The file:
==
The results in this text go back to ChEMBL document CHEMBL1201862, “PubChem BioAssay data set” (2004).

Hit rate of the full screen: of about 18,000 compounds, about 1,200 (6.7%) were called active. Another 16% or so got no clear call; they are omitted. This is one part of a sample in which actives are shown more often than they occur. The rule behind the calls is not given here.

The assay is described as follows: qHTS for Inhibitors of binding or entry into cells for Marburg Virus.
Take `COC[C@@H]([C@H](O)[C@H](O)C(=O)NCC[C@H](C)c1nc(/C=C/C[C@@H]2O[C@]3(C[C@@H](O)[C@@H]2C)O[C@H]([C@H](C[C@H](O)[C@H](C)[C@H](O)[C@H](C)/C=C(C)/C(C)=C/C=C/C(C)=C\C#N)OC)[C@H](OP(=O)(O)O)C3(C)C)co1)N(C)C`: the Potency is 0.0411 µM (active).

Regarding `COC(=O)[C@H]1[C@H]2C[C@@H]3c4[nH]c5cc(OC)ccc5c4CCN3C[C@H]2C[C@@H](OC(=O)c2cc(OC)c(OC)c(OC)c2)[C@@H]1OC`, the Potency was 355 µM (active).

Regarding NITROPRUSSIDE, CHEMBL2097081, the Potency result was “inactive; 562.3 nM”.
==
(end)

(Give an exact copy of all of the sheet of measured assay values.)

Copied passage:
The results in this text go back to ChEMBL document CHEMBL1201862, “PubChem BioAssay data set” (2004).

Hit rate of the full screen: of about 18,000 compounds, about 1,200 (6.7%) were called active. Another 16% or so got no clear call; they are omitted. This is one part of a sample in which actives are shown more often than they occur. The rule behind the calls is not given here.

The assay is described as follows: qHTS for Inhibitors of binding or entry into cells for Marburg Virus.
Take `COC[C@@H]([C@H](O)[C@H](O)C(=O)NCC[C@H](C)c1nc(/C=C/C[C@@H]2O[C@]3(C[C@@H](O)[C@@H]2C)O[C@H]([C@H](C[C@H](O)[C@H](C)[C@H](O)[C@H](C)/C=C(C)/C(C)=C/C=C/C(C)=C\C#N)OC)[C@H](OP(=O)(O)O)C3(C)C)co1)N(C)C`: the Potency is 0.0411 µM (active).

Regarding `COC(=O)[C@H]1[C@H]2C[C@@H]3c4[nH]c5cc(OC)ccc5c4CCN3C[C@H]2C[C@@H](OC(=O)c2cc(OC)c(OC)c(OC)c2)[C@@H]1OC`, the Potency was 355 µM (active).

Regarding NITROPRUSSIDE, CHEMBL2097081, the Potency result was “inactive; 562.3 nM”.